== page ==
I instead chose to make this shirt dress by Threadcount. Ironically, I actually received this in my May subscription of Love Sewing magazine, which was brought into the hospital for me after I had given birth. I wasn't very sold on the image on the pattern, as I don't usually go for such a boxy shape with no fitting at the waist but decided to give this a go based on the photos in the magazine.  

I cut a size 12 on top, grading up to a size 14 at the hips and skirt. The fabric was some sort of viscose/poylester which was easy to cut out and work with. The instructions straight forward to follow and as I already have a fair amount of experience making shirts and shirt dresses, I was already familiar with the construction process of making a collar.


I made a few changes to the original pattern. The main one being that I shortened the sleeves, to make this dress summer appropriate and also a quicker make (no cuffs)! I shortened the length of the dress to make it knee length and also omitted some of the topstitching around the collar, as I couldn't be bothered. I used navy blue geometric printed buttons which I bought from my local fabric and haberdashery shop; I thought they matched the tile print nicely.

Although you can't see it, the construction of this dress went very well. I finished all the inside seams using my overlocker foot on my machine and the inside collar is slipstitched. My technique for sewing the collar and stand has really improved and is much more symmetrical now. I'm also pleased with the button placement on this dress.

I'm pleased with the finish of this dress. It looks nice on, it fits well and is comfortable to wear. I wear it with a belt in order to pull it in at the waist and this makes it feel more fitted. I wore this dress recently on a trip to London to go to Marcus Wearing's restaurant.  

I'm still very much liking shirt dresses, they feel comfortable and stylish and I love making them. I really want to have a go at the Cami dress by Pauline Alice or the Vintage Shirt Dress by Sew Over It.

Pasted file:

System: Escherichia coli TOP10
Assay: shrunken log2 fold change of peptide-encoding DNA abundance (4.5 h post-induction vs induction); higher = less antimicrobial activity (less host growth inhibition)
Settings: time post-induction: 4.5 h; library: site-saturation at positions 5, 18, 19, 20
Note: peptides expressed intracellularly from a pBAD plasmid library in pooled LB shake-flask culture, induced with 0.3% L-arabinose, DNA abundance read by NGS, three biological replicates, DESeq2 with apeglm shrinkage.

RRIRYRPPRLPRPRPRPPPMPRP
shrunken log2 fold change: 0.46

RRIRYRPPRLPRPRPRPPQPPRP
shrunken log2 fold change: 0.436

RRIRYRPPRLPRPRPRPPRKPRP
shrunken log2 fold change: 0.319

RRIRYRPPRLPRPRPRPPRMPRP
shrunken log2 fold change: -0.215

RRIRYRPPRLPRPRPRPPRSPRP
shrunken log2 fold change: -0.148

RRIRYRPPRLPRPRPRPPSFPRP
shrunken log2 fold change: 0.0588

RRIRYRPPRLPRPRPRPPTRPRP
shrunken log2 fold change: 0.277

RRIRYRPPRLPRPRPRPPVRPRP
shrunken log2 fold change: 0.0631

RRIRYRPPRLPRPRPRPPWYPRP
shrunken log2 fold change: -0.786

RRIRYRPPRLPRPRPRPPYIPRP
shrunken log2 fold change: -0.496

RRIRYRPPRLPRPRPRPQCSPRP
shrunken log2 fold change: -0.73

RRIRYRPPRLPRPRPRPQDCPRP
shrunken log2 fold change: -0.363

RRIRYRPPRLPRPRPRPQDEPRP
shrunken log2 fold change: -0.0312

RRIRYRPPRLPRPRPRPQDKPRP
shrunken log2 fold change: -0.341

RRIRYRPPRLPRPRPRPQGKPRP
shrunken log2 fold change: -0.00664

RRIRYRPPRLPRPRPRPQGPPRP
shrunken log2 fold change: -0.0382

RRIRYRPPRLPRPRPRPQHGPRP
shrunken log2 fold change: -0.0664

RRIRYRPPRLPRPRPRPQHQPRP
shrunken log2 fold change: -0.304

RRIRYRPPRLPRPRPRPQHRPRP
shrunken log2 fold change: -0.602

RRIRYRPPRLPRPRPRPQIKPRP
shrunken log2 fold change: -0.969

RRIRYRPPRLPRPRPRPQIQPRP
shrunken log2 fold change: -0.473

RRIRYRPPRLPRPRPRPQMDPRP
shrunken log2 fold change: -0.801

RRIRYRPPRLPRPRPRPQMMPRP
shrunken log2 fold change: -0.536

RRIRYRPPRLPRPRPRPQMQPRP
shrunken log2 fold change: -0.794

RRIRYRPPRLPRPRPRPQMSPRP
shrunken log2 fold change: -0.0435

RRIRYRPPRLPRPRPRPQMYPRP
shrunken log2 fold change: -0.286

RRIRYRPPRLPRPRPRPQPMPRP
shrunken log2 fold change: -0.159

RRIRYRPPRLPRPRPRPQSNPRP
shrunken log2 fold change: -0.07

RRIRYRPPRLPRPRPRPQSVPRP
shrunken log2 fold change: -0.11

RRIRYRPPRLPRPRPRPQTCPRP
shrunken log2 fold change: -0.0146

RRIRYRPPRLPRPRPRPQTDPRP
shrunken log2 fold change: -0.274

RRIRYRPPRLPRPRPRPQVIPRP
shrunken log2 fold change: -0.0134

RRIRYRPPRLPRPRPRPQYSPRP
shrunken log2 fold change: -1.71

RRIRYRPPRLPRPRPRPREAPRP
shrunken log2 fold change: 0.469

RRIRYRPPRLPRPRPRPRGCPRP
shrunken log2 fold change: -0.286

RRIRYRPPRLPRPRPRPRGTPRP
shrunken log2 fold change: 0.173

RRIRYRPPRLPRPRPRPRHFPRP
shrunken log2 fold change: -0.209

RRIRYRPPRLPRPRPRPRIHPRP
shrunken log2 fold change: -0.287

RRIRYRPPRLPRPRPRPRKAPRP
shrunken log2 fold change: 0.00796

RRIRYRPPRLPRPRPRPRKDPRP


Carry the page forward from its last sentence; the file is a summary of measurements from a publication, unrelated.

Monday, 22 August 2016

Turquoise Bexley Tunic Top

Whilst waiting for my little boy to be born, way back in May, I occupied myself by sewing clothes for me to wear post-pregnancy. One of these is this beautiful turquoise tunic. 

The pattern is the Bexley Tunic from Issue 26 of Love Sewing Magazine. I wasn't that sold on the pattern to start with as it seemed a bit mumsy (ironic I know!) but I soon realised how useful this top would be post pregnancy. 

The fabric was once from my very small stash. I had previously blogged about this mystery turquoise fabric; one given to me by my Mum and another turquoise remnant I bought. 

I cut a size medium, based on my pregnancy bust size (I correctly assumed my increased bust size would still be around post-pregnancy). It was straight forward to construct, with a gathered front yoke and biased bound neckline, techniques which were not new to me. The fabric is quite delicate and did tend to fray quite a bit so I tried not to handle the pieces too much.  

The problem is, it's wayyy too big!!

I tried this top on whilst still pregnant and it fitted me then... I knew it was going to need some adjustment once I had slimmed down. There is a lot of room around the bust and hips.


After fiddling around a bit with pinning and trying on, I had to take 3 inches from each side hem and taper this up to the arms. It has left the hem slightly twisted and a tuck in the back hem, as I had to ensure that the front and back hem met up.

After pinning

I do really like some of the features of this top- the curved front yoke and the curved back hem. It fits ok, however, I really don't like how short it is across the front and the volume around the front. I feel that this makes me look bigger than I actually am. I haven't actually worn this yet as I don't feel that confident when I put it on.